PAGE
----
Merry Hour by Nikolay Karamsin

Nikolay Karamsin (1766-1826) did not write great poetry, but reformed the literary language of Russia, facilitating the poetry of Pushkin and his circle and thus making possible the Golden Age of Russian verse.

To understand Karamsin's achievement we have to look at his predecessors. Lomonosov (1711-65) had reconciled Church Slavonic and colloquial Russian. Church Slavonic was to be divided into five layers of formality, and these blended appropriately into three styles: high, middle and low. Odes were written in the high style, epistles in the middle style and comedies in the low style. Many foreign words that were popular in Russia at the time were to be excluded. Derzhavin (1743-1816) wrote with a Baroque complexity, ruggedly magnificent at best, but inimitable.

Karamsin merged the high and low into the middle style, and wrote with a simplicity and directness that verged on the conversational, albeit the conversation of well-bred gentlemen at ease in their clubs and at home with friends.

translating Karamzin's Merry Hour

Karamzin also made popular the 'poetry of sentiment'. All poetry, being an art form (at least before late Modernism), engendered emotion, but the poetry of sentiment made the overriding sentiment the subject of the poem. Karamsin's 'Merry Hour' continually reiterates how hard this world is, and how wine gives us some temporary relief from its sorrows and vexations.

These are not profound observations, but the charm of the poem lies in its pleasing expression.

Russian Text

Весёлый час

Братья, рюмки наливайте!
Лейся через край, вино!
Все до капли выпивайте!
Осушайте в рюмках дно!

Мы живем в печальном мире;
Всякий горе испытал —
В бедном рубище, в порфире —
Но и радость бог нам дал.

Он вино нам дал на радость,-
Говорит святой Мудрец,-
Старец в нем находит младость,
Бедный — горестям конец.

Кто все плачет, все вздыхает,
Вечно смотрит сентябрем —
Тот науки жить не знает
И не видит света днем.

Все печальное забудем,
Что смущало в жизни нас;
Петь и радоваться будем
В сей приятный, сладкий час!

Да светлеет сердце наше,
Да сияет в нем покой,
Как вино сияет в чаше,
Осребряемо луной!


The TTS (text to speech) recording is:

Prosodic Analysis

Karamsin's 'Merry Hour' is a simple little poem in iambic tetrameters, rhymed AbAb:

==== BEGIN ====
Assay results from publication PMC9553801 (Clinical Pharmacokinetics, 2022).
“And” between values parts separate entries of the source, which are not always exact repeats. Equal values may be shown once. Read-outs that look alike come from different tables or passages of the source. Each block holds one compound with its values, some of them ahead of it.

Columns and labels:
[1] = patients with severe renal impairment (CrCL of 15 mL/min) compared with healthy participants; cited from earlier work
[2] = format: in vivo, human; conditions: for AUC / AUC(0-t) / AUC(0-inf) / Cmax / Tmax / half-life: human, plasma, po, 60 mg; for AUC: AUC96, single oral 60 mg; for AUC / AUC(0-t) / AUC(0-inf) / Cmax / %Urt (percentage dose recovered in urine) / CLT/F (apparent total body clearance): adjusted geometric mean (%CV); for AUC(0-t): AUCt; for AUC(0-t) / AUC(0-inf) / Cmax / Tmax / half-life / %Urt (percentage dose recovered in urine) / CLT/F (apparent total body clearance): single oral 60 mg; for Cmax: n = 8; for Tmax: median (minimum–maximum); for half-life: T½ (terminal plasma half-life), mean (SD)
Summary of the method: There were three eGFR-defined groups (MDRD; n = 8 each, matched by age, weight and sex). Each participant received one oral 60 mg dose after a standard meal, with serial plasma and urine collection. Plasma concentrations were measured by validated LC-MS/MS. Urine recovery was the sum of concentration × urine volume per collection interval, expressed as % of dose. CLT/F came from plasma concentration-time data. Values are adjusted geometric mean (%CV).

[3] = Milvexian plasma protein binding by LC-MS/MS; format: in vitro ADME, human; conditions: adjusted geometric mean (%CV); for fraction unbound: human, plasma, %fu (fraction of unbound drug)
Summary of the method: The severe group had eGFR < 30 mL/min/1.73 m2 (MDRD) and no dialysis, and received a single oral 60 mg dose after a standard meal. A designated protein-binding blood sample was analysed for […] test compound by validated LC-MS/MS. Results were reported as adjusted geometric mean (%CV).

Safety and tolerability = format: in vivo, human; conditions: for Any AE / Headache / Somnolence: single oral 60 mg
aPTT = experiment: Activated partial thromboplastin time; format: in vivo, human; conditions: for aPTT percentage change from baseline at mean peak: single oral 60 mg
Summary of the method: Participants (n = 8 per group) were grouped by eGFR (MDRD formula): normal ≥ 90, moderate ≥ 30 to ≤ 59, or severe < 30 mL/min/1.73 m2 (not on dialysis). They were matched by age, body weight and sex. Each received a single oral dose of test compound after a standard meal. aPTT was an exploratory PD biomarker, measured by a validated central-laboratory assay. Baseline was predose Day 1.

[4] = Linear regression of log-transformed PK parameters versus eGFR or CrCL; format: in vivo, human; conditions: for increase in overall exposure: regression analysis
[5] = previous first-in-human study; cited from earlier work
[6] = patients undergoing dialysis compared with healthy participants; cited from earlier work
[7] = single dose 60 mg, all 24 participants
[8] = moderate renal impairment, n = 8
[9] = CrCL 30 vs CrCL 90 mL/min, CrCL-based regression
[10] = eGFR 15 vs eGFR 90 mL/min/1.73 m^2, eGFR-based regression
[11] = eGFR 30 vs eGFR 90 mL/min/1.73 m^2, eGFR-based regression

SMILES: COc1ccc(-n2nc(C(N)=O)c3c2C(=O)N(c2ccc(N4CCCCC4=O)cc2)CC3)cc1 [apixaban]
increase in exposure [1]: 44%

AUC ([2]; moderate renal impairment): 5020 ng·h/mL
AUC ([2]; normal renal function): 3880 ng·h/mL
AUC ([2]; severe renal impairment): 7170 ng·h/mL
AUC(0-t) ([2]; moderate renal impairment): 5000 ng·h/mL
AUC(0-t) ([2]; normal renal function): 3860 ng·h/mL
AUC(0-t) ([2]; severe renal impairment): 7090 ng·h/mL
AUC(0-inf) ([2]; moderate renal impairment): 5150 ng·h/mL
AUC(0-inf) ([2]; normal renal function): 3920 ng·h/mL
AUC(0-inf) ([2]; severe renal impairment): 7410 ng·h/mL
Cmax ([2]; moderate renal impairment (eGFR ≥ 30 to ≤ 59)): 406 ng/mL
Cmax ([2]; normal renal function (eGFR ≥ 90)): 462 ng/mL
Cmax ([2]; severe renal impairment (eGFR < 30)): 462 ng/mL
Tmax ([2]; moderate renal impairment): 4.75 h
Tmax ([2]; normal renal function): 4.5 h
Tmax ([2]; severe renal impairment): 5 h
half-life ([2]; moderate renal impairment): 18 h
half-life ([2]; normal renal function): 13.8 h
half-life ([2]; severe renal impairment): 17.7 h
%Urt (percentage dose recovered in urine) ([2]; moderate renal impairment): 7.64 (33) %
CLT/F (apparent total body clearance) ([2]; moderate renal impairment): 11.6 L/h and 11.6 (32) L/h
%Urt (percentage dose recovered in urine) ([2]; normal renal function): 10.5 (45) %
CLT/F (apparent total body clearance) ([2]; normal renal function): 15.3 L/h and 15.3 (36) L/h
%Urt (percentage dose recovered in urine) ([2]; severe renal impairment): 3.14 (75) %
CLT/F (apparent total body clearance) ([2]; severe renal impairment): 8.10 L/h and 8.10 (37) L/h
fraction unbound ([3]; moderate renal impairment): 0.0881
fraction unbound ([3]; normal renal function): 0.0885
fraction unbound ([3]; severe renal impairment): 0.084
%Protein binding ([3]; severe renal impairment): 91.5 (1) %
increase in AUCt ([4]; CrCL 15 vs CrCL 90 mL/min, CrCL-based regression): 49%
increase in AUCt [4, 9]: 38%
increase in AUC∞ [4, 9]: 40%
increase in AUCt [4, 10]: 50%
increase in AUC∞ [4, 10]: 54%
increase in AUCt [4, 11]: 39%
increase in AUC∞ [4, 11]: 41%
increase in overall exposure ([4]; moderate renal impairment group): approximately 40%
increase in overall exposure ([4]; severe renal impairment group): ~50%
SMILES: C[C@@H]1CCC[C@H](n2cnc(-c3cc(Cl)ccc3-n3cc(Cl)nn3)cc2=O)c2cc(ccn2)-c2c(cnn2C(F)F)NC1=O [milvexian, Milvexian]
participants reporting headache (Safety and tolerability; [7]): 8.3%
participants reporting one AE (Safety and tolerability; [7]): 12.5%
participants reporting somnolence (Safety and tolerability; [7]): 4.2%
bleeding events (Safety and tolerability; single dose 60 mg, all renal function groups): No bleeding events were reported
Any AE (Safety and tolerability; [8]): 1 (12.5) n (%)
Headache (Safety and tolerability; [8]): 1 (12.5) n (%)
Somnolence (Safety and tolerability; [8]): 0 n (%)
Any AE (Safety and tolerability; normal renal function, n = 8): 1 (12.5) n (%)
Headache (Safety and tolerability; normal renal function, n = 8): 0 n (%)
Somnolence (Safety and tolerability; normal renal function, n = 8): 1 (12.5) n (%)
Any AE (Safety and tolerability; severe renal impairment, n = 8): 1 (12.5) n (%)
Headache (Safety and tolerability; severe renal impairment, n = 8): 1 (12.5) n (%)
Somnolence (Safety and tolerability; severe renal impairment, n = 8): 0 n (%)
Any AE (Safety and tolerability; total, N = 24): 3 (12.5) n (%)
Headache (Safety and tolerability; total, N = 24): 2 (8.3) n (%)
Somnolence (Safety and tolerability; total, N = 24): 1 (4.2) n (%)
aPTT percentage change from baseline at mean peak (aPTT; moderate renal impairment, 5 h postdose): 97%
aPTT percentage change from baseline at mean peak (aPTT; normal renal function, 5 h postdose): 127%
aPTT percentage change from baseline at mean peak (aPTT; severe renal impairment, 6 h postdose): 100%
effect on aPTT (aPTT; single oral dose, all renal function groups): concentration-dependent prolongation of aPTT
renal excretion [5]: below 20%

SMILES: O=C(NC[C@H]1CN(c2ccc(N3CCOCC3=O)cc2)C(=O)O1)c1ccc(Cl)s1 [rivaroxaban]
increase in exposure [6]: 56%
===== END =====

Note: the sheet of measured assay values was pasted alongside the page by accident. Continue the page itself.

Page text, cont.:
Бра́тья, рю́мки налива́йте! 4A
Ле́йся че́рез край, вино́! 4b
Всё до ка́пли выпива́йте! 4A
Осуша́йте в рю́мках дно! 4b

Previous Translations

Karamsin is not a celebrated poet, and I do not know of any previous translation.


Such a simple piece doesn't need extended discussion. The only question is whether we write in trimeters or tetrameters. Trimeters are suggested by the simplicity of the piece. A machine code translation of the first two stanzas is:

Brothers, pour the glasses!
Pour over the edge, wine!
Drink every drop!
Drain the bottom in glasses!

We live in a sad world;
Everyone has experienced grief —
In poor rags, in porphyry —
But God also gave us joy.

English Translation

Nonetheless, I'd suggest we use tetrameters, for several reasons. The Russian is in tetrameters. Though trimeters can give the 'unadorned accent of truth', they are fiendishly difficult to rhyme convincingly. And the tetrameter, additionally, gives us the line space to write decent if not exactly telling verse:

Merry Hour

Brothers, fill the glasses, fill
them to the over-brimming top;
then raise and empty them until
the cup is barely left a drop.

How soon the world's enjoyment flags,
for sorrow's known in every reach.
Some live in porphyry and some in rags,
but God apportions joy to each.

For happiness He gave us wine:
it is the wisdom sages send.
The old will earlier youth divine,
and poor attain their sorrow’s end.

Those who on sadness only dwell,
and claim September’s come to stay,
have lost the art of living well,
and see no light but dark all day.

Let's disregard each saddening thing,
and how confusions overpower,
embrace sheer happiness and sing
of this pure sweet and pleasing hour.

Let all our hearts to gladness pass,
that peace be then a shining boon,
the wine to glitter in the glass
where it is silvered by the moon.



1. Bristol, E. A History of Russian Poetry (O.U.P., 1991) 84-88.

2. Mirsky, D.S. A History of Russian Literature. (Alfred A: Knopf, 1926/1958) 62-66.

3. Text of the poem "Merry Hour" by Karamzin. Весёлый час.

Russian poem translations on this site: listing.